Manchester United have a rich history of producing gem after gem through their academy, and the next player off the production line looks to be midfielder James Garner.
The 20-year-old, who has managed seven appearances for United’s first team in the past, has penned a new long-term contract at Old Trafford and jetted off for a second spell on loan with Championship side Nottingham Forest.
His stock is only going to keep rising, so it’s time to get to know him a little better.
On paper, Garner is a defensive midfielder, but he’s not exactly known for his defending.
With a similar play style to Paul Pogba, Garner is a competent defender who prefers to sit deep and recover the ball, before using one of the many weapons in his arsenal to move forwards.
You’ll regularly see Garner bombing forward with the ball at his feet or getting the team moving with some quick passing – just make sure you play him alongside an actual defensive midfielder.
With Garner’s style and his upbringing at United, comparisons to Michael Carrick have never been far away.
“I believe he’s got the chance to have a great future,” said manager Ole Gunnar Solskjaer (via MEN). “He knows we believe in him, we’ve got great faith in him as the next Michael Carrick.
“He’s the same mould, he plays simple passes, plays through the lines.”
Up until the age of 15, Garner actually played as a centre back, but his ability going forwards began to flourish and convinced coaches that he should be pushed up into midfield.
Having said that, you’ll still see Garner’s experience at the back come into play during games. When he’s not bombing forwards, he’ll drop into centre back to provide extra cover for the marauding wing backs either side of him.
Garner isn’t an elite defender by any means, but he can more than hold his own in the tackle.
There’s a growing belief that Garner only scores bangers.
Coming up through United’s academy, Garner regularly made the senior highlight real with goal-of-the-month candidates, and he won the Premier League 2 goal of the season with a stunning strike from range against West Brom.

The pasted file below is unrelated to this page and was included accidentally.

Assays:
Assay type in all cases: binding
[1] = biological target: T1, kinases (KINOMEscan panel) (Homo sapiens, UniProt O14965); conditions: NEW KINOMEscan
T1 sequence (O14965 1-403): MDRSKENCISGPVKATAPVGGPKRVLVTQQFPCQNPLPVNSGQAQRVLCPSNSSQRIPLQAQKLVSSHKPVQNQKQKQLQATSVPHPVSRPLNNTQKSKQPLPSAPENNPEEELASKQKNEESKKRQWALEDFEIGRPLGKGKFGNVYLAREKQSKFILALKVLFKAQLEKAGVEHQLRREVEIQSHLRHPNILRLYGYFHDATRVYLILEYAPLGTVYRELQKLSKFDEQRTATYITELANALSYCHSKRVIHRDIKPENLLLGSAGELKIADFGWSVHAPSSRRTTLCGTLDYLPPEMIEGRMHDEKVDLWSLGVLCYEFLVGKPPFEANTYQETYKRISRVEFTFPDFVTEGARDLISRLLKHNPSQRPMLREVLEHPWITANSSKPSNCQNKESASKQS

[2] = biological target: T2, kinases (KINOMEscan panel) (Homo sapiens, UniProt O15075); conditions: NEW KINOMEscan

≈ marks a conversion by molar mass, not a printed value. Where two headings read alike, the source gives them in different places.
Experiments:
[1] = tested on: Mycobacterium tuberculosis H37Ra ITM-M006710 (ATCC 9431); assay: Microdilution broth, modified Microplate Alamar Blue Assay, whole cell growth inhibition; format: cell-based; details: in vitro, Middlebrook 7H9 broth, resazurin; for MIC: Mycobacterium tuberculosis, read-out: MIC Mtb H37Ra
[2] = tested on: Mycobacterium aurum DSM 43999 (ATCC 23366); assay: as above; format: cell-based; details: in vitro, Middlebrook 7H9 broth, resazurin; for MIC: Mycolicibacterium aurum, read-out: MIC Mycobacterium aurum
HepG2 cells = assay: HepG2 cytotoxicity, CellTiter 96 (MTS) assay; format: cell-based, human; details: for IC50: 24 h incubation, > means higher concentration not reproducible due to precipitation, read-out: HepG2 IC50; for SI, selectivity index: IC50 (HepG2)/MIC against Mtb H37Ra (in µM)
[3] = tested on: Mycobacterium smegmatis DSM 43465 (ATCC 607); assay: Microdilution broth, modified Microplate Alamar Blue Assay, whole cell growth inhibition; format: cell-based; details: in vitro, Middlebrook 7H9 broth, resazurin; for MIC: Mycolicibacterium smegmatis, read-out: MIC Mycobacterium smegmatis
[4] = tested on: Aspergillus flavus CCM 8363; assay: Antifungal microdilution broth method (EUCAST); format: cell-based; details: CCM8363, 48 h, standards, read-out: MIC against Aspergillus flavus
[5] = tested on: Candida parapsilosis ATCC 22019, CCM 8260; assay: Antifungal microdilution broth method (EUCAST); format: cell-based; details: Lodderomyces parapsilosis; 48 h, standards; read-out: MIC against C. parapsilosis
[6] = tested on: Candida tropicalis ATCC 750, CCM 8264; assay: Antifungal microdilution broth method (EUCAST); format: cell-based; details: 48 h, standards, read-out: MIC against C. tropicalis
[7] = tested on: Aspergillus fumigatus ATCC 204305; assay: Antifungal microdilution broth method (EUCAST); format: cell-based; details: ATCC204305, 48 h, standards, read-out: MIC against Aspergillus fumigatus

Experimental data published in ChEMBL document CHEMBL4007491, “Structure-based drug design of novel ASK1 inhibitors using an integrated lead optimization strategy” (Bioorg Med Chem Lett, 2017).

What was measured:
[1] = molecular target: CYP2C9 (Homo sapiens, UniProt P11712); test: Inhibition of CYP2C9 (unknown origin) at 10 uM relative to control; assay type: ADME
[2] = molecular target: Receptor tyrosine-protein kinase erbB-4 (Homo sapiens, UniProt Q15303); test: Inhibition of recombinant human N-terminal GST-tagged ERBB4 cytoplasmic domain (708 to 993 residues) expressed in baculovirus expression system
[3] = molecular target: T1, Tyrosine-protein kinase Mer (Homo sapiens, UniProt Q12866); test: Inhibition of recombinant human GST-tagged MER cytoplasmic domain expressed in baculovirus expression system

He’s translated that to senior football, firing home some absolute screamers for Forest, the best of which was this absolute screamer against Preston.
Garner’s greatest weapon is his passing. Calm under pressure, the young midfielder thrives when given the responsibility of setting the tempo.
He can pull out some clever passes to find his team-mates in space, but Garner is excellent with cross-field passes to switch the play and get his team moving forward in the blink of an eye.
That comfort with the ball at his feet makes Garner a dead-ball specialist. He is sublime from free-kicks and corners and really does not get the assist numbers he deserves.
Standing at 5’10, Garner has the kind of frame needed to compete aerially, but his lack of physicality often lets him down in the air.
In senior football, and particularly a physical league like the Championship, Garner has found himself bullied by a lot of bigger, wiser forwards, although he does deserve credit for continuously throwing his body into the challenges.
It’s clear that Garner still needs to fill out his gangly frame, but until he gets there, expect opposition teams to target his weakness.
Garner has worked under some of the best coaches around at United, including Carrick, who took the youngster under his wing and helped him pick up some of the traits that worked so well for him in the past.
“It sounds so basic but some of the basic things are hardest to do. If things are playing on your mind, it will help you with a split second more time, so it’s definitely something that has helped me and will continue to help me,” he told United’s official website of his individual sessions with Carrick.
“[The sessions were] literally just that. Buying yourself that extra split second. Always looking forward, always thinking forward, always having a picture in your head before you receive the ball. Things like this. It’s just having the idea, and he said to me if you’re thinking about doing that before the game, it will just naturally come when the ball does come. You’re already thinking about what you are going to do.”